1. In a particle study device in which a suspension of particles is passed through an aperture from a first vessel to a second vessel, the aperture being provided in a wall of said second vessel, in which each vessel has a fluid body therein electrically insulated one from the other except through said aperture, in which the second vessel is at least partially immersed in the first body of fluid of the first vessel with the aperture below the level of said first body of fluid, in which the first body of fluid is a sample suspension, in which an electric current is established through said aperture and in which means are provided to detect signals generated by passage of particles though said aperture; the invention consisting of apparatus; the invention consisting of apparatus for enabling a continuous flow of sample suspension from a source thereof through said first vessel to a discharge station which includes a vacuum source and is located remote from the first vessel while using said device and While maintaining said first body fluid electrically isolated from both the source of sample suspension and the discharge station and comprising, inlet conduit means leading a. continuously flowing stream of sample suspension thereto from the source thereof to the first vessel, said inlet conduit means having a discharge end arranged in the vicinity of the first vessel to introduce the stream of sample suspension to the first vessel in the form of successively flowing discrete elements, and outlet conduit means leading fluid suspension from said first vessel to said discharge station, flow interrupting means arranged communicating with the outlet conduit means in the vicinity of the first vessel for forming successively flowing discrete elements, said flow interrupting means comprising a drip chamber having an entrance and an exit spaced one from the other and said chamber being interposed in the flow path of the fluid suspension from the first vessel to the discharge station for leading said fluid suspension into the chamber through the entrance thereto to form the plurality of successively flowing discrete elements, each of which is discharged through the exit to the discharge station at the location thereof remote from the first vessel.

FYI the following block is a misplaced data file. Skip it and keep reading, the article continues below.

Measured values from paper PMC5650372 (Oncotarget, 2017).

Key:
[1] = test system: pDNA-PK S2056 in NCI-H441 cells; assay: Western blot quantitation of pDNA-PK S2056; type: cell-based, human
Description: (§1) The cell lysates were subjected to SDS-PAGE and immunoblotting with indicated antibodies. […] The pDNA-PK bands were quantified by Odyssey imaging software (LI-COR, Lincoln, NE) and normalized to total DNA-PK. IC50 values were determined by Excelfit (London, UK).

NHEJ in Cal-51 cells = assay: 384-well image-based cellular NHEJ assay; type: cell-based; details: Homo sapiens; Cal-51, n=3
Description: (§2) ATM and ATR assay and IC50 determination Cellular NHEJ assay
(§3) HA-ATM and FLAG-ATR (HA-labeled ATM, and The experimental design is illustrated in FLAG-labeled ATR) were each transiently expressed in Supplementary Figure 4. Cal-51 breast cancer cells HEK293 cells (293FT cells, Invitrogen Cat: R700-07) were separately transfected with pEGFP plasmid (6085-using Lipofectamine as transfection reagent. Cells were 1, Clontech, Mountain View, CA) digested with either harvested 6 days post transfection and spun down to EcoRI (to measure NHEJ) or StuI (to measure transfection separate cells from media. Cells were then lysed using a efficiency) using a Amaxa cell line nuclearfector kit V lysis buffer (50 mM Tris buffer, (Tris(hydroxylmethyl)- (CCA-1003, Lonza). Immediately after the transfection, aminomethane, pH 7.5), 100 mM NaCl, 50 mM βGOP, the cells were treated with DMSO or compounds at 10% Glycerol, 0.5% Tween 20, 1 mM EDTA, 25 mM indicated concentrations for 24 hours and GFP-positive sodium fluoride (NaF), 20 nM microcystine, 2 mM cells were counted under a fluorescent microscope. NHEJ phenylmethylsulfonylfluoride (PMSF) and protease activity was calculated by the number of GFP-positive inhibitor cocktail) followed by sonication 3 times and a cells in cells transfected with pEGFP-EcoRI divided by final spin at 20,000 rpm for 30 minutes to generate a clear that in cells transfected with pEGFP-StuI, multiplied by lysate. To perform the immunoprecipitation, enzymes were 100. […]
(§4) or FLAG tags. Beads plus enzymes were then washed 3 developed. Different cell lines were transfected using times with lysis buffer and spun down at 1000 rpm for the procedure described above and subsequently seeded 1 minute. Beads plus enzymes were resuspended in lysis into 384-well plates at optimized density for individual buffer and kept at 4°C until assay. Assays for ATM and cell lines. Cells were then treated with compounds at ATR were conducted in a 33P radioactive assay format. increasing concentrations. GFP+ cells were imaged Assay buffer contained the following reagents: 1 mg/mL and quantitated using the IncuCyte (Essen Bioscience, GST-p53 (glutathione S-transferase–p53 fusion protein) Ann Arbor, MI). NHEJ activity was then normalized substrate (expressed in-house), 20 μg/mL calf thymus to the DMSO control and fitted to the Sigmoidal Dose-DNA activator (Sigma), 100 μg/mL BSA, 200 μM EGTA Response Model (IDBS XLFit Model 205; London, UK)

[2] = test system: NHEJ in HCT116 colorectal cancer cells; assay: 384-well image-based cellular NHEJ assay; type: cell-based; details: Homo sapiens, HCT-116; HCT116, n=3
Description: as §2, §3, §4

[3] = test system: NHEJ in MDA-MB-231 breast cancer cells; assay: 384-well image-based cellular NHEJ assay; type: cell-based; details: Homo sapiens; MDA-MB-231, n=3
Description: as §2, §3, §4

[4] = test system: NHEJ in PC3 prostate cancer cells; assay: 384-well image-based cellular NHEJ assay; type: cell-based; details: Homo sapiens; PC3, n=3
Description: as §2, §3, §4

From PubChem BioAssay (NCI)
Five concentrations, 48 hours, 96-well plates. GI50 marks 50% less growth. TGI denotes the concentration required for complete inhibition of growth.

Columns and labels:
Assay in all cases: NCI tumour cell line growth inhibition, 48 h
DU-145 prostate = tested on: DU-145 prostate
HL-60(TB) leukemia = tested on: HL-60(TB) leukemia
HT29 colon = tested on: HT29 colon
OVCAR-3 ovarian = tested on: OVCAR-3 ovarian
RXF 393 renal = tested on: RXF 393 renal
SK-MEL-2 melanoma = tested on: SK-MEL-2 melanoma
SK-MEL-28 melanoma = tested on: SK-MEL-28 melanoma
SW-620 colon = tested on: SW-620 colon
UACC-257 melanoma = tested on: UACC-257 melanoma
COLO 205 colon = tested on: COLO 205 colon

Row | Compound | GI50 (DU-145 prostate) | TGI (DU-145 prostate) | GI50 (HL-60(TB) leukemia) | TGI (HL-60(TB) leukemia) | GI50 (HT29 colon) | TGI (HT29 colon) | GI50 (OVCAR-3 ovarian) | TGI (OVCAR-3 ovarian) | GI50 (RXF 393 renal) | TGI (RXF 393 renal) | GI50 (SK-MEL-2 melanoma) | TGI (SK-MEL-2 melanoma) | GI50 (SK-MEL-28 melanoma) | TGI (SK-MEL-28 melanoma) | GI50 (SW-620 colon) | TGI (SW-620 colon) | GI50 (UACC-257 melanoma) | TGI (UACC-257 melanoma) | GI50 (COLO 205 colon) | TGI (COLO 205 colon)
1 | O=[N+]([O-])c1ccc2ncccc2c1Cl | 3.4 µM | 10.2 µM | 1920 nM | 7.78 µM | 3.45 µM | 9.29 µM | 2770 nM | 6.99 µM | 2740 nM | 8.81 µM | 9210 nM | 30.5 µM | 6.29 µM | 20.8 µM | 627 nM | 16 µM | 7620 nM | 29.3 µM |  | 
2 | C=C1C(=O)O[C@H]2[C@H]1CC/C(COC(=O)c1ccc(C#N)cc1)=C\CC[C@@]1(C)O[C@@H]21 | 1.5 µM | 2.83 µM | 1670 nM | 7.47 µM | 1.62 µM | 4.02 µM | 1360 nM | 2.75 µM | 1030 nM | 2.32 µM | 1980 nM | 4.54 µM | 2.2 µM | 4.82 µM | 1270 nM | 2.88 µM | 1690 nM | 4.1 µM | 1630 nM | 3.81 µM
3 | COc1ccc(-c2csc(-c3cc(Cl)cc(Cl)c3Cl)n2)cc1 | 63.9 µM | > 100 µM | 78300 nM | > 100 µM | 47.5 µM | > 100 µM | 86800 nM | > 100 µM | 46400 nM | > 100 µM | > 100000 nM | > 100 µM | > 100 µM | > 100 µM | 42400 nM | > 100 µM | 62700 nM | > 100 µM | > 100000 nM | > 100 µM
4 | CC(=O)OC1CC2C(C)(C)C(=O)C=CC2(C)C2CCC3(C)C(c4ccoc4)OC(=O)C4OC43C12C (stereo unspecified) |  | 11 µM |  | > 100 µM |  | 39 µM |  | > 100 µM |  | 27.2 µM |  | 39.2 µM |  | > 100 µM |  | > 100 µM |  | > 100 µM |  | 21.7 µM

2. Apparatus as claimed in claim 1 in which said outlet conduit means includes a conducting drain member connected in the bottom of said first vessel and means are provided for extending an electrical connection from said drain member to the detecting means of the particle study device.

3. Apparatus as claimed in claim 1 in which there is an electrical conducting member interposed between said first vessel and said drip chamber.

4. Apparatus as claimed in claim 1 in which drain means are provided at the bottom of said first vessel and said outlet conduit means is connected thereto, said suspension being introduced into the top of said first vessel and drained at the bottom thereof.

5. Apparatus as claimed in claim 4 in which a portion of said outlet conduit means connected to said drain means is electrically conductive and means are provided for extending an electrical connection from said portion to the detecting means of the particle study device.

References Cited UNITED STATES PATENTS 1/ 1965 Isreeli et al. 1/ 1965 Isreeli et al.

UNITED STATES PATENT OFFICE CERTIFICATE OF CORRECTION Patent No. 3,340,471 September 5, 1967 Joseph R. Coulter Jr.

It is hereby certified that error appears in the above numbered patent requiring correction and that the said Letters Patent should read as corrected below.

Column 3, line 25, for "partial read particle column 6, lines 7 and 8, strike out "the invention consisting of apparatus;".

Signed and sealed this 27th day of August 1968.

(SEAL) Attest:

EDWARD J. BRENNER Commissioner of Patents Edward M. Fletcher, J r.

Attesting Officer

Patent Citations
Cited PatentFiling datePublication dateApplicantTitle
US3165692 *May 15, 1961Jan 12, 1965Technicon InstrContinuously operable apparatus and method for counting particles in successive portions of a flowing fluid stream
US3165693 *Feb 23, 1962Jan 12, 1965Technicon InstrContinuously operable apparatus and method for counting particles in successive portions of a flowing fluid stream
Referenced by
Citing PatentFiling datePublication dateApplicantTitle
US3502965 *Mar 4, 1966Mar 24, 1970Dow Chemical CoControl apparatus and system
US3902115 *Sep 26, 1973Aug 26, 1975Coulter ElectronicsSelf-cleaning aperture tube for coulter study apparatus and electrolyte supply system therefor
US4070617 *Aug 3, 1976Jan 24, 1978Max-Planck-Gesellschaft Zur Forderung Der Wissenschaften E.V.Device for controlling the particle flow in an apparatus for measuring the properties of particles suspended in liquid
US4972137 *May 31, 1989Nov 20, 1990Coulter Electronics, Inc.Isolation circuit for blood cell counter
US6909269Nov 27, 2002Jun 21, 2005Sysmex CorporationParticle detector and particle analyzer employing the same
US8928306Oct 29, 2008Jan 6, 2015Novelis Inc.Electrode configuration for LiMCA
US9140661Sep 30, 2014Sep 22, 2015Novelis Inc.Electrode configuration for LiMCA
US9476850Aug 14, 2015Oct 25, 2016Novelis Inc.Electrode configuration for LiMCA
US20030102220 *Nov 27, 2002Jun 5, 2003Takaaki NagaiParticle detector and particle analyzer employing the same
US20090058396 *Oct 29, 2008Mar 5, 2009Jacques MarcotteElectrode configuration for LIMCA
EP1316792A2 *Nov 21, 2002Jun 4, 2003Sysmex CorporationParticle detector and particle analyzer employing the same
EP1316792A3 *Nov 21, 2002Feb 4, 2004Sysmex CorporationParticle detector and particle analyzer employing the same
Classifications
U.S. Classification324/71.1, 324/439
International ClassificationG01N15/12, G01N15/10
Cooperative ClassificationG01N15/12
European ClassificationG01N15/12